The finding comes from peer-to-peer (P2P) lender ThinCats, which discovered that 1.6 million Brits have lent capital to friends and family members to help them leap the £4bn funding gap plaguing the UK at present.
In fact, some £4,479 is lent on average to generate a funding gap fight with around £7.2bn of investment from loved ones.
According to the report, parents are most likely to bridge the funding gap. People aged over 55 are around three times as likely to make a loan than any younger age group, while one in 20 has participated in a family and friends round.
Kevin Caley, founder and chairman of ThinCats, said: “Since the financial crisis in 2008, SMEs have had a pretty torrid time sourcing finance from traditional avenues, so it’s inevitable that some business owners are turning to friends and family for help.
“However, this sort of lending comes with all sorts of personal and emotional baggage, and it’s important that anyone in this position knows there is a healthy alternative finance market out there, with greater flexibility to lend when the banks will not.”
The company noted that banks turned down 26 per cent of some 324,000 loan applications that SMEs made in 2015, adding to the business funding gap woes that family members are helping to plug.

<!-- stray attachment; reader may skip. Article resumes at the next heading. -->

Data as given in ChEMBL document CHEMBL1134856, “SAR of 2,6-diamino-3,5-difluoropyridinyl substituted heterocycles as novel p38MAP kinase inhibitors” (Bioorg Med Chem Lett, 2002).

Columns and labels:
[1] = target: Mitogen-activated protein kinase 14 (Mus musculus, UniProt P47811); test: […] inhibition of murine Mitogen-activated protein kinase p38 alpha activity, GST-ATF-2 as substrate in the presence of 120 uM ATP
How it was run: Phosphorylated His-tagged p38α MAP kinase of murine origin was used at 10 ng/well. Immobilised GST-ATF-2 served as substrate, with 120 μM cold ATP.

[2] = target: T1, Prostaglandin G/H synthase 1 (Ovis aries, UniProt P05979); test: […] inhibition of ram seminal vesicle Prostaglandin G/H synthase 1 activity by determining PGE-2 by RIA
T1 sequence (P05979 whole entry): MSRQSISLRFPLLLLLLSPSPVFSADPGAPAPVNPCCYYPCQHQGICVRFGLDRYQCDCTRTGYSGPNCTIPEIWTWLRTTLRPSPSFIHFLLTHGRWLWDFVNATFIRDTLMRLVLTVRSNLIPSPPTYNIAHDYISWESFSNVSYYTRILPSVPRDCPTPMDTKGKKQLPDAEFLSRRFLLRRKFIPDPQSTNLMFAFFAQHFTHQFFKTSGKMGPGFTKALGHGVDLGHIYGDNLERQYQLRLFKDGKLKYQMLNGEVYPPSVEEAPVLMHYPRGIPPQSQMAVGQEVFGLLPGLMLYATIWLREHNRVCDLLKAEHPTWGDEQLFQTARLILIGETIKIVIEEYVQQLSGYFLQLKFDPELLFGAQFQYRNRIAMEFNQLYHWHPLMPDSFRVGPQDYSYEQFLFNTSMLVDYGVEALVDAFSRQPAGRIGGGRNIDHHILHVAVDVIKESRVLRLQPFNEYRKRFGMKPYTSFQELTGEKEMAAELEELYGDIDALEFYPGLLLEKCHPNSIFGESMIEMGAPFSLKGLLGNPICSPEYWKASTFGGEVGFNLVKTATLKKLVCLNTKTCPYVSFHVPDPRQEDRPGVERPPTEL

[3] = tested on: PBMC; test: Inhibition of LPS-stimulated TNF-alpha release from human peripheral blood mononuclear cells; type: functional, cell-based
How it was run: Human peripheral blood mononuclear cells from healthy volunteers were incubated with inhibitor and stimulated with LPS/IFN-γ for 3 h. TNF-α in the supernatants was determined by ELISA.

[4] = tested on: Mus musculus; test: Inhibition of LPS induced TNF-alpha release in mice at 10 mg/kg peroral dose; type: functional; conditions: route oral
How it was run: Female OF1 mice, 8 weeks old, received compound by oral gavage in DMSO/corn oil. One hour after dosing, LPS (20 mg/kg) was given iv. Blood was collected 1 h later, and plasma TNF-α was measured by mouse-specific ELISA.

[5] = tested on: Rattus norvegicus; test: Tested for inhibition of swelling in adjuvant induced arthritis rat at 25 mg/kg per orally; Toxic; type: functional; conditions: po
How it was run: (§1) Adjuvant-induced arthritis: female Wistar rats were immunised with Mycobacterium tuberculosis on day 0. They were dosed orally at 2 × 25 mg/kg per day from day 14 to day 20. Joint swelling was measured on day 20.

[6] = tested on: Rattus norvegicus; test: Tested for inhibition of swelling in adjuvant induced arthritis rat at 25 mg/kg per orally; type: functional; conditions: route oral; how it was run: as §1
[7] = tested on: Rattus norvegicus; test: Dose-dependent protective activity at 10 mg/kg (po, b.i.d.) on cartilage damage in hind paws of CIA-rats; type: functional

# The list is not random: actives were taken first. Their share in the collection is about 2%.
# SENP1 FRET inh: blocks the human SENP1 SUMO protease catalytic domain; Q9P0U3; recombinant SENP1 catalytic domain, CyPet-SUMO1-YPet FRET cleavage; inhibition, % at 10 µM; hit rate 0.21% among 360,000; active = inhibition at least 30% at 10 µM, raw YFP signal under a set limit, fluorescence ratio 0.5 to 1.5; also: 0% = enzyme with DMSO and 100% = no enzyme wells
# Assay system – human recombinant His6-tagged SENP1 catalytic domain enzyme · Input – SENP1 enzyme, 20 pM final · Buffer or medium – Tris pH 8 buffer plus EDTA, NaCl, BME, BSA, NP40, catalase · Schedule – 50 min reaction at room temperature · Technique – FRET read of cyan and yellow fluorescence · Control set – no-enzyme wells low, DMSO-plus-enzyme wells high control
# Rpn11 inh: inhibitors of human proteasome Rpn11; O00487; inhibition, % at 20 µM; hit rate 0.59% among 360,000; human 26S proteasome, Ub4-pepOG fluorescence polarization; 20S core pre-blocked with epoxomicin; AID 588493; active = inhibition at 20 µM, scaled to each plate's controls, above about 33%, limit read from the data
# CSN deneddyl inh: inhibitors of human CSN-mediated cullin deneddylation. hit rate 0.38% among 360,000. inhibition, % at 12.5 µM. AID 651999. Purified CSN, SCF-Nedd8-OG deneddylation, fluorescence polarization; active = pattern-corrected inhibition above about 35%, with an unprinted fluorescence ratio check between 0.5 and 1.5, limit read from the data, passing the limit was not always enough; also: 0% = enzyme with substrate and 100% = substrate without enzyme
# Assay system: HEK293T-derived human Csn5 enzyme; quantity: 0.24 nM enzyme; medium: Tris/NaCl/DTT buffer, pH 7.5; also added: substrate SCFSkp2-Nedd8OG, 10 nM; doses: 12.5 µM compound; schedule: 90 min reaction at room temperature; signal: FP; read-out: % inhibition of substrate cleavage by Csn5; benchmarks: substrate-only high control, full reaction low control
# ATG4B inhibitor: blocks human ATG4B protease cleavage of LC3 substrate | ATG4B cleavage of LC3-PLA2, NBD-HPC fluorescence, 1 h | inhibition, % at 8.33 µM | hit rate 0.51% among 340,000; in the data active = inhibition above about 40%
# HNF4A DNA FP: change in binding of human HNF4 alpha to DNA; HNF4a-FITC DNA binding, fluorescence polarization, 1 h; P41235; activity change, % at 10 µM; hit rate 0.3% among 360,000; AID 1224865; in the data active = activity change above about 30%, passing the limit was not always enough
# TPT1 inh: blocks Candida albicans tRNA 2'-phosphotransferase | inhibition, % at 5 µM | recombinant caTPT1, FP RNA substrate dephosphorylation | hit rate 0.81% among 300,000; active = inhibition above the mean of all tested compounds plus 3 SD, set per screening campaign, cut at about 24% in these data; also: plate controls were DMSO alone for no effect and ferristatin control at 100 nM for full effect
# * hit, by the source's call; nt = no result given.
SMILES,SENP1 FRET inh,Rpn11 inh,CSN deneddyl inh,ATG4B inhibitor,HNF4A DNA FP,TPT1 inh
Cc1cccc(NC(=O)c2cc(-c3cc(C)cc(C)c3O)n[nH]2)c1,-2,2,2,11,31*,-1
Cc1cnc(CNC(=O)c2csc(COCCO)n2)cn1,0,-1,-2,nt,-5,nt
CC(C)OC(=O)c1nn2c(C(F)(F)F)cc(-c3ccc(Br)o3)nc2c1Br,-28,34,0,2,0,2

Meanwhile, alternative finance is also providing entrepreneurs with funding support and has lent £3.4bn since 2014. ThinCats expects that this figure will grow as a government programme rolls out to insist banks that cannot help businesses redirect them to alternative finance providers.
“The good news is, this tightening of lending from banks has encouraged us to become a nation of peer to peer lenders, giving everyday investors the opportunity to make healthy returns through the emergent alternative finance sector,” added Caley.
“Over 160,000 people have already lent money through a peer to peer platform, and based on the 1.6 million already doing so through loved ones, we could well see many more.”
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